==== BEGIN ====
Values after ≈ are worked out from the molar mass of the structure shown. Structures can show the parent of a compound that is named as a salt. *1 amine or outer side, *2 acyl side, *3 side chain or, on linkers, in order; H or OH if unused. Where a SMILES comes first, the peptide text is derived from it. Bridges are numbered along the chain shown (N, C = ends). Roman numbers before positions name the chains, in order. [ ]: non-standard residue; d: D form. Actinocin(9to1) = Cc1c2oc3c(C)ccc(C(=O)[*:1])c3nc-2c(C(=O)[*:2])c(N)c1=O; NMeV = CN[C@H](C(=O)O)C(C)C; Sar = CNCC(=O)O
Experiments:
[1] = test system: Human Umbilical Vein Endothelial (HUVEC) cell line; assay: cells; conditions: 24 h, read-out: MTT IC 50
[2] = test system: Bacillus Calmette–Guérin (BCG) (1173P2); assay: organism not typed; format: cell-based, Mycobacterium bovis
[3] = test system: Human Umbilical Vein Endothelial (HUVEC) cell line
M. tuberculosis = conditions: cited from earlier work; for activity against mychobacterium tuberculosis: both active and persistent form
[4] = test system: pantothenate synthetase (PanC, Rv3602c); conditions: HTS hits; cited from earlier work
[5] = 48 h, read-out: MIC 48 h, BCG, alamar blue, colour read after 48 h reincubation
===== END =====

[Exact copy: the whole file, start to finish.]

Values after ≈ are worked out from the molar mass of the structure shown. Structures can show the parent of a compound that is named as a salt. *1 amine or outer side, *2 acyl side, *3 side chain or, on linkers, in order; H or OH if unused. Where a SMILES comes first, the peptide text is derived from it. Bridges are numbered along the chain shown (N, C = ends). Roman numbers before positions name the chains, in order. [ ]: non-standard residue; d: D form. Actinocin(9to1) = Cc1c2oc3c(C)ccc(C(=O)[*:1])c3nc-2c(C(=O)[*:2])c(N)c1=O; NMeV = CN[C@H](C(=O)O)C(C)C; Sar = CNCC(=O)O
Experiments:
[1] = test system: Human Umbilical Vein Endothelial (HUVEC) cell line; assay: cells; conditions: 24 h, read-out: MTT IC 50
[2] = test system: Bacillus Calmette–Guérin (BCG) (1173P2); assay: organism not typed; format: cell-based, Mycobacterium bovis
[3] = test system: Human Umbilical Vein Endothelial (HUVEC) cell line
M. tuberculosis = conditions: cited from earlier work; for activity against mychobacterium tuberculosis: both active and persistent form
[4] = test system: pantothenate synthetase (PanC, Rv3602c); conditions: HTS hits; cited from earlier work
[5] = 48 h, read-out: MIC 48 h, BCG, alamar blue, colour read after 48 h reincubation